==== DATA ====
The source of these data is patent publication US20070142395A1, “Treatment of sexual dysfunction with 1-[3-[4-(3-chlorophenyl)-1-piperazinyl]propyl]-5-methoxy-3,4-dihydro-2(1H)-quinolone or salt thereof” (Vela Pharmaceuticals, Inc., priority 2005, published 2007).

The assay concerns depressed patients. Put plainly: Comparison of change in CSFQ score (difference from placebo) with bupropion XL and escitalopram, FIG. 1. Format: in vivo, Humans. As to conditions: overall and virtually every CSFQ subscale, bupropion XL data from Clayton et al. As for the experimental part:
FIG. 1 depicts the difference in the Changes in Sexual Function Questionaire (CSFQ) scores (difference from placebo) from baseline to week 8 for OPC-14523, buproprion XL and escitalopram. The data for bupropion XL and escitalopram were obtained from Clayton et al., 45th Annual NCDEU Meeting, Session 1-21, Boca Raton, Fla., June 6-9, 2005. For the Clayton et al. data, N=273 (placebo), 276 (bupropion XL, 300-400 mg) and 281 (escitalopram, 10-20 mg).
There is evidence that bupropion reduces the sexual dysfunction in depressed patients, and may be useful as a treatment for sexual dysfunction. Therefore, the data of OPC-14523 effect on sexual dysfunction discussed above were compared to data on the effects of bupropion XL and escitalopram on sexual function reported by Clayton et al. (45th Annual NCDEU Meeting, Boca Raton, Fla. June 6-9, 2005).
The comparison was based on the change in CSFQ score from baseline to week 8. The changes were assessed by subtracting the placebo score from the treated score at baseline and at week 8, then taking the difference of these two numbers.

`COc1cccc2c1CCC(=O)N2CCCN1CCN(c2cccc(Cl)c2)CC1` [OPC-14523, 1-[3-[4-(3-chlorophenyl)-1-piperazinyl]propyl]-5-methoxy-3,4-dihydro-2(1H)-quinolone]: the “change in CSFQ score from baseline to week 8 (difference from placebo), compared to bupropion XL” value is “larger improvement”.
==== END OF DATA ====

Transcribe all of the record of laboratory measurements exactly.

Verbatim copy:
The source of these data is patent publication US20070142395A1, “Treatment of sexual dysfunction with 1-[3-[4-(3-chlorophenyl)-1-piperazinyl]propyl]-5-methoxy-3,4-dihydro-2(1H)-quinolone or salt thereof” (Vela Pharmaceuticals, Inc., priority 2005, published 2007).

The assay concerns depressed patients. Put plainly: Comparison of change in CSFQ score (difference from placebo) with bupropion XL and escitalopram, FIG. 1. Format: in vivo, Humans. As to conditions: overall and virtually every CSFQ subscale, bupropion XL data from Clayton et al. As for the experimental part:
FIG. 1 depicts the difference in the Changes in Sexual Function Questionaire (CSFQ) scores (difference from placebo) from baseline to week 8 for OPC-14523, buproprion XL and escitalopram. The data for bupropion XL and escitalopram were obtained from Clayton et al., 45th Annual NCDEU Meeting, Session 1-21, Boca Raton, Fla., June 6-9, 2005. For the Clayton et al. data, N=273 (placebo), 276 (bupropion XL, 300-400 mg) and 281 (escitalopram, 10-20 mg).
There is evidence that bupropion reduces the sexual dysfunction in depressed patients, and may be useful as a treatment for sexual dysfunction. Therefore, the data of OPC-14523 effect on sexual dysfunction discussed above were compared to data on the effects of bupropion XL and escitalopram on sexual function reported by Clayton et al. (45th Annual NCDEU Meeting, Boca Raton, Fla. June 6-9, 2005).
The comparison was based on the change in CSFQ score from baseline to week 8. The changes were assessed by subtracting the placebo score from the treated score at baseline and at week 8, then taking the difference of these two numbers.

`COc1cccc2c1CCC(=O)N2CCCN1CCN(c2cccc(Cl)c2)CC1` [OPC-14523, 1-[3-[4-(3-chlorophenyl)-1-piperazinyl]propyl]-5-methoxy-3,4-dihydro-2(1H)-quinolone]: the “change in CSFQ score from baseline to week 8 (difference from placebo), compared to bupropion XL” value is “larger improvement”.